H1N1 influenza strain wallops island children, middle-aged adults


Middle-aged children and adults are suffering from the H1N1 flu virus this year, according to public health officials.

"We are definitely seeing the H1N1 virus in adults and children this year," said Dr. Dee Hoyano, a medical health officer at Island Health. "And H1N1 has a tendency to affect middle-aged adults more than other forms of the flu."

Older adults have the flu, but this year Island Health is seeing more middle-aged adults going to the hospital with her.

Normally, a relatively healthy middle-aged adult would not need to be hospitalized because of the flu, Hoyano said.

Island Health also handled serious pediatric cases of influenza, she said. As of Wednesday, there were 52 reported cases of H1N1 in children 18 years or younger – about a quarter of the 197 laboratory-confirmed cases.

"Children get the flu, but those who are getting it, we are seeing more because they are more seriously ill than last year," Hoyano said.

The doctor was not aware of any death, but said that some children were treated at the intensive care unit.

Most cases of influenza on Vancouver Island have been the H1N1 strain, Hoyano said. There are also some cases of H3N2 influenza, a particularly difficult strain in older adults.

"Often, we see more than one flu strain throughout the winter season," she said. "We start with one, and gradually, when you enter the new year, you often see a different tension dominating. But for the peak we had in December and January, it was the H1N1. "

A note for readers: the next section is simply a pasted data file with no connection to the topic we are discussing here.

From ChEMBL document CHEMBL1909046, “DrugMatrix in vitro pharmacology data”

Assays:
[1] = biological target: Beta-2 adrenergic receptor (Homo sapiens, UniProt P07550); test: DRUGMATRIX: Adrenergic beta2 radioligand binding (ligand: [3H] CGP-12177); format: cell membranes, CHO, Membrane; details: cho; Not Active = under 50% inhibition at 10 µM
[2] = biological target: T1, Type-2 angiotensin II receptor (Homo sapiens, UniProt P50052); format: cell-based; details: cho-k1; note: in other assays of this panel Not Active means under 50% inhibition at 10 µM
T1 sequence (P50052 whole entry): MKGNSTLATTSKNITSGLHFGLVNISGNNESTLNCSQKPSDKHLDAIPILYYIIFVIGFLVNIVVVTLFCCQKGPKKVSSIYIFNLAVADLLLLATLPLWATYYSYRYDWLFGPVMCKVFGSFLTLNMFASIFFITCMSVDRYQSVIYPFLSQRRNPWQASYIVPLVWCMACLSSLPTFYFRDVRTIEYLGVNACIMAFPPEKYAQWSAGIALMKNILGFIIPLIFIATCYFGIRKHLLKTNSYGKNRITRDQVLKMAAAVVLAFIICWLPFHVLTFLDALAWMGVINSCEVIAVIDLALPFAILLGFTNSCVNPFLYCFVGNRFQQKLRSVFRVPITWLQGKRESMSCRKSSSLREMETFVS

H1N1 is in a category similar to the virus that caused the swine flu pandemic 10 years ago. But health officials are not as concerned as they were back then.

The 2008 swine flu pandemic was a completely new influenza virus, Hoyano said.

"Because it has already occurred for 10 years, it has become one of our regular flu viruses," she said.

"It's not a very different variety of what we saw last year or the year before.

"I always worry about the flu in general, but this is not something drastically different or as unpredictable as a pandemic flu."

The virus changes a little each year. That's why people can get the flu every year and that's why the vaccine changes every year, Hoyano said.

"Basically, we're trying to keep track of what's the latest and most common virus."

In an H3N2 flu season, the average age of hospitalized patients is close to 80. The average age of this year is 60 years, Hoyano said.

The H3N2 strain hits older people hard because they are already vulnerable.

"They can get very sick and there may be deaths because of complications," Hoyano said.

It is important for people who have underlying health problems, particularly heart or lung disease or a low immune system, to be aware that the flu can be bad – and that it can get very bad quickly, she said.

Handwashing is extremely important in disease prevention.

"The other thing we're seeing right now is the norovirus winter vomiting bug," Hoyano said. "And vigorous handwashing definitely helps avoid that."

Norovirus is very easily transmitted by touch.

"The most common way is someone to vomit or have diarrhea somewhere and touch and eat something," Hoyano said.

"A droplet on the wall will spread the virus."

The doctor said she realizes that it is getting harder for people to stay home when they are sick but stressed that it is important that people have time to recover.

"Maybe it's like a New Year's resolution: first take care to be productive and contribute."

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